Report from Governmental Affairs

ABA has a long history of advocating for indigent defense and public defenders

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Clarence Gideon's petition for certiorari

Clarence Gideon's petition for certiorari. (Photo by MPI/Getty Images)

March 18, 2023, marked the 60th anniversary of the landmark decision of Gideon v. Wainright, in which a unanimous Supreme Court held that indigent defendants are entitled to legal counsel in all felony cases. Since then, significant improvements have been made to public defense and judicial systems nationwide, yet Gideon’s promise of quality representation remains unfulfilled.

For more than a century, the ABA has advocated on issues related to indigent defense, primarily through its Standing Committee on Legal Aid and Indigent Defense. In fact, SCLAID (when it was operating as the Standing Committee on Legal Aid Work) stated in its 1937 annual report: “We believe that every man accused of serious crime is absolutely entitled to counsel and that, if too poor to employ one, society must furnish him that lawyer.”

Following the Gideon decision, the ABA worked with the National Legal Aid & Defender Association to create alternative models for indigent representation. We then spent decades providing technical assistance to support establishing new public defenders’ offices nationwide.

In 2002, SCLAID spearheaded the ABA Ten Principles of a Public Defense Delivery System to help ensure indigent criminal defense would be effective, efficient, ethical, independent and conflict-free. They are now recognized as the standard used to evaluate public defender systems nationwide. Former U.S. Attorney General Eric Holder has called them the “building blocks of a well-functioning public defender system.”

But simply having an attorney appointed to represent an indigent defendant does not fulfill the intent of Gideon. The goal has always been to offer quality legal representation, and that cannot be achieved when the lawyers are burdened with more cases than they can reasonably be expected to resolve.

Concerns surrounding mounting workloads prompted SCLAID to publish in 2009 the ABA Eight Guidelines on Public Defense Related to Excessive Workloads. SCLAID later commissioned studies of public defender workloads across several states, and these studies set jurisdiction-specific workload standards for public defenders. SCLAID is currently working on national public defense workload standards based on a meta- analysis of the state-based studies.

Public defenders and other indigent defense providers still face roadblocks that hinder their ability to offer quality legal representation, which is why the ABA will host an online public defense summit, “Achieving Political Independence and Manageable Caseloads in a Modern Public Defense System,” on April 13-14, 2023.

Besides SCLAID’s indigent defense work, the ABA Guidelines for the Appointment and Performance of Defense Counsel in Death Penalty Cases have been official ABA policy since 1989. These guidelines have become the gold standard for indigent defense in capital cases and assisted capital defense counsel in advocating for resources on behalf of their clients. Several states adopted the standards, and the U.S. Supreme Court has cited the guidelines in assessing the effectiveness of capital defense counsel.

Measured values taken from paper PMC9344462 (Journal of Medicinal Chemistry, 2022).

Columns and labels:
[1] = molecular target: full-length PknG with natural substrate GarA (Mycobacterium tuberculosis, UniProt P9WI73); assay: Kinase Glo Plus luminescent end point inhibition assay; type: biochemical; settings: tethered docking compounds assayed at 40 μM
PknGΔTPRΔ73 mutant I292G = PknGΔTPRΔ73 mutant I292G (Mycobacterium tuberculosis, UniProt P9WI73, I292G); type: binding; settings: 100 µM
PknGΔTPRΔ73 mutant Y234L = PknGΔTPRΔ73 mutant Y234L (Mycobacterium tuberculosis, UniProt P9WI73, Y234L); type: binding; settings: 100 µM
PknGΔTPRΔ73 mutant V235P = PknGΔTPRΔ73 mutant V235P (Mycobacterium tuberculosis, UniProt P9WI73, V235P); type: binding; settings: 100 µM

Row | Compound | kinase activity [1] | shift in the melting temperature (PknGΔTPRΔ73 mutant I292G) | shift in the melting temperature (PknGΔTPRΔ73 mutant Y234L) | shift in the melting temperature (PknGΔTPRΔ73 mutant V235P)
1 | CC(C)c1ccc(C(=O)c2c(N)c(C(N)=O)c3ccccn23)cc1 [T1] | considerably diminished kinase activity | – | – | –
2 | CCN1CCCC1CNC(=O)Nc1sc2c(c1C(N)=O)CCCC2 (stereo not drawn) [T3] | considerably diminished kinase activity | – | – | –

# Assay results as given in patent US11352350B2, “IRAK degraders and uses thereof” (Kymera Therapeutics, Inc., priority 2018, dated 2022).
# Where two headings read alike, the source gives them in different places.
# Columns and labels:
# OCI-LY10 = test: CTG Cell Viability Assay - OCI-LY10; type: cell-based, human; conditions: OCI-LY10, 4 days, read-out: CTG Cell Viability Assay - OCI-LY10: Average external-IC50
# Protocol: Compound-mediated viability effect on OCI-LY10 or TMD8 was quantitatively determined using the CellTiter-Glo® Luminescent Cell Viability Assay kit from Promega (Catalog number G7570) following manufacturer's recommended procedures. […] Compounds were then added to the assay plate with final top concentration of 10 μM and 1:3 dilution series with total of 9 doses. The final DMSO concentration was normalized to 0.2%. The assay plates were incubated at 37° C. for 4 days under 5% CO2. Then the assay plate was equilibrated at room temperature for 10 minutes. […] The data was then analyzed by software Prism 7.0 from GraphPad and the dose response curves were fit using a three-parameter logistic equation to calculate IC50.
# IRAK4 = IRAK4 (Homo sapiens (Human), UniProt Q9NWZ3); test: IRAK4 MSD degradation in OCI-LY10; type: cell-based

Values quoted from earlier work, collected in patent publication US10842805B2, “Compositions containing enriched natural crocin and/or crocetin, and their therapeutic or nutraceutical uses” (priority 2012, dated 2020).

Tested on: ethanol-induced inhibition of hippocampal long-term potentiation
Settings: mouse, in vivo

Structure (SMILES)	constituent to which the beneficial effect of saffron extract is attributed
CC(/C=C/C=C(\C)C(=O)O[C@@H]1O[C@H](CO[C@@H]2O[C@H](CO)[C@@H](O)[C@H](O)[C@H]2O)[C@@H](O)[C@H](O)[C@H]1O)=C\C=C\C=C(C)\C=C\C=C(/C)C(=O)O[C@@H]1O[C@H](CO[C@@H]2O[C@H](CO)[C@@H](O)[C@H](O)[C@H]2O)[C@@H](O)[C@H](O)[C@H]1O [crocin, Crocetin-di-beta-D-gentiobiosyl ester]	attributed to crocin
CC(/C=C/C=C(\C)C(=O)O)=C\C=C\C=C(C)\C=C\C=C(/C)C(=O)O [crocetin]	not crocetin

The ABA Criminal Justice Section also publishes standards designed to address all aspects of establishing and administering indigent defense systems, as well as the performance of criminal defense counsel in all stages of their professional work, including a standard for an appropriate workload.

To advance these developments, the ABA Governmental Affairs Office has worked diligently to implement ABA policies, urging Congress to improve indigent defense compensation at all levels of government; to improve the quality of representation in capital cases; and to provide federal funding to support state, local, tribal and public defender offices. In response to growing shortages of public defenders, in the mid-2000s, the ABA also successfully advocated for the creation of two federal student-loan relief programs to enable law graduates with substantial student loan debt to accept and remain in lower-paying public service positions.

GAO further helps ABA entities highlight their guidelines, standards and research through testimony, letters and other communications with government officials.

ABA efforts to improve indigent defense continue today. By fall, we hope to update our principles to include revisions to workload standards, new standards on data collection and an emphasis on the importance of holistic representation. All principles will be updated to reflect how prevailing standards of indigent defense have evolved in the last two decades in response to new empirical data, research and defender expertise.

Gideon’s promise of quality representation for indigent defendants motivates justice advocates countrywide. The ABA’s unwavering commitment to advocacy, research and technical assistance has greatly contributed to substantial advancements associated with indigent defense. Despite these victories, more work remains, and the ABA will stay a forceful champion for improving the rule of law and ensuring meaningful access to legal counsel in our justice system.

This story was originally published in the April-May 2023 issue of the ABA Journal under the headline: “A Trumpet Call: The ABA has a long history of advocating for indigent defense and public defenders.”

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This report is written by the ABA Governmental Affairs Office and discusses advocacy efforts by the ABA relating to issues being addressed by Congress and the executive branch of the U.S. government.

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